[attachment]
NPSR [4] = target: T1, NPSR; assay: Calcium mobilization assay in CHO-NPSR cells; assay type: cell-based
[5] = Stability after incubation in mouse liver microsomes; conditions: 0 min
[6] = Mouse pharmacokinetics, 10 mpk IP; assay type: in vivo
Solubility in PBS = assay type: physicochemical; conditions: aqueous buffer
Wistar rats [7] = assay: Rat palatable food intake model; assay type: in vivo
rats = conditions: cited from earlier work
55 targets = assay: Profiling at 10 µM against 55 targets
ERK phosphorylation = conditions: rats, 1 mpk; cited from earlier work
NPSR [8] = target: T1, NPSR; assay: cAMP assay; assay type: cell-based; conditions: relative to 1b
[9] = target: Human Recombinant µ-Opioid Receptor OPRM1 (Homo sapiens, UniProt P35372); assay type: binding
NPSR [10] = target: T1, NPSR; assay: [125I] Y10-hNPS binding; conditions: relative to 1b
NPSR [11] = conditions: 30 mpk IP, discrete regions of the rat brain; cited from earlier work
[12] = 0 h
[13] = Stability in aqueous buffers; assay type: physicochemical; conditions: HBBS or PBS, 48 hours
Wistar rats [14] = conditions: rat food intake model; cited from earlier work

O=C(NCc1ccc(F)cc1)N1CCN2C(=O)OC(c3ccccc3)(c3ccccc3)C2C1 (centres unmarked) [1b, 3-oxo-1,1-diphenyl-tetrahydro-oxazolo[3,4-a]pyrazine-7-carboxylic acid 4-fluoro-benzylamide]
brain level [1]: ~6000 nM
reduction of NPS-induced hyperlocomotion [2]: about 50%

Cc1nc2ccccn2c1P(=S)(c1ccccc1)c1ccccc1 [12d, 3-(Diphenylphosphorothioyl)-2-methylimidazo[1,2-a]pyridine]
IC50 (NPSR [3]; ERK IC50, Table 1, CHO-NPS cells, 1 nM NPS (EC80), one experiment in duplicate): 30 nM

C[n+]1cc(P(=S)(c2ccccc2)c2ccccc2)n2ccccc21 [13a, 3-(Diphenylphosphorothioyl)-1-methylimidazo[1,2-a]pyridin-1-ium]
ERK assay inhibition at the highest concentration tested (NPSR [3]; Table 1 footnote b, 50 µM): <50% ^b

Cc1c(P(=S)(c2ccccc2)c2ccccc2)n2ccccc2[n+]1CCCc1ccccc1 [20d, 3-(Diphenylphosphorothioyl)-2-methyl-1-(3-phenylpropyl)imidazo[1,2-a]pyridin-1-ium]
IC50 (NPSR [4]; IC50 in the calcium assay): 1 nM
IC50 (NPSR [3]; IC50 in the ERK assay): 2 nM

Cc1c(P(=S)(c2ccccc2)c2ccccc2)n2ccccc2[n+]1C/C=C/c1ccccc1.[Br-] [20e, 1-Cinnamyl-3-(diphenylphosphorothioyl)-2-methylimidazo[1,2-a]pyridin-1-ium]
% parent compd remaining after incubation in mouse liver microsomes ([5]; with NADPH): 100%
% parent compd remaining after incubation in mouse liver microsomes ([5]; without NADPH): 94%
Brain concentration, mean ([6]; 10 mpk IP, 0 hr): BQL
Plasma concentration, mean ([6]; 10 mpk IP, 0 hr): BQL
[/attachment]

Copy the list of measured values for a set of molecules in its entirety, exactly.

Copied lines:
NPSR [4] = target: T1, NPSR; assay: Calcium mobilization assay in CHO-NPSR cells; assay type: cell-based
[5] = Stability after incubation in mouse liver microsomes; conditions: 0 min
[6] = Mouse pharmacokinetics, 10 mpk IP; assay type: in vivo
Solubility in PBS = assay type: physicochemical; conditions: aqueous buffer
Wistar rats [7] = assay: Rat palatable food intake model; assay type: in vivo
rats = conditions: cited from earlier work
55 targets = assay: Profiling at 10 µM against 55 targets
ERK phosphorylation = conditions: rats, 1 mpk; cited from earlier work
NPSR [8] = target: T1, NPSR; assay: cAMP assay; assay type: cell-based; conditions: relative to 1b
[9] = target: Human Recombinant µ-Opioid Receptor OPRM1 (Homo sapiens, UniProt P35372); assay type: binding
NPSR [10] = target: T1, NPSR; assay: [125I] Y10-hNPS binding; conditions: relative to 1b
NPSR [11] = conditions: 30 mpk IP, discrete regions of the rat brain; cited from earlier work
[12] = 0 h
[13] = Stability in aqueous buffers; assay type: physicochemical; conditions: HBBS or PBS, 48 hours
Wistar rats [14] = conditions: rat food intake model; cited from earlier work

O=C(NCc1ccc(F)cc1)N1CCN2C(=O)OC(c3ccccc3)(c3ccccc3)C2C1 (centres unmarked) [1b, 3-oxo-1,1-diphenyl-tetrahydro-oxazolo[3,4-a]pyrazine-7-carboxylic acid 4-fluoro-benzylamide]
brain level [1]: ~6000 nM
reduction of NPS-induced hyperlocomotion [2]: about 50%

Cc1nc2ccccn2c1P(=S)(c1ccccc1)c1ccccc1 [12d, 3-(Diphenylphosphorothioyl)-2-methylimidazo[1,2-a]pyridine]
IC50 (NPSR [3]; ERK IC50, Table 1, CHO-NPS cells, 1 nM NPS (EC80), one experiment in duplicate): 30 nM

C[n+]1cc(P(=S)(c2ccccc2)c2ccccc2)n2ccccc21 [13a, 3-(Diphenylphosphorothioyl)-1-methylimidazo[1,2-a]pyridin-1-ium]
ERK assay inhibition at the highest concentration tested (NPSR [3]; Table 1 footnote b, 50 µM): <50% ^b

Cc1c(P(=S)(c2ccccc2)c2ccccc2)n2ccccc2[n+]1CCCc1ccccc1 [20d, 3-(Diphenylphosphorothioyl)-2-methyl-1-(3-phenylpropyl)imidazo[1,2-a]pyridin-1-ium]
IC50 (NPSR [4]; IC50 in the calcium assay): 1 nM
IC50 (NPSR [3]; IC50 in the ERK assay): 2 nM

Cc1c(P(=S)(c2ccccc2)c2ccccc2)n2ccccc2[n+]1C/C=C/c1ccccc1.[Br-] [20e, 1-Cinnamyl-3-(diphenylphosphorothioyl)-2-methylimidazo[1,2-a]pyridin-1-ium]
% parent compd remaining after incubation in mouse liver microsomes ([5]; with NADPH): 100%
% parent compd remaining after incubation in mouse liver microsomes ([5]; without NADPH): 94%
Brain concentration, mean ([6]; 10 mpk IP, 0 hr): BQL
Plasma concentration, mean ([6]; 10 mpk IP, 0 hr): BQL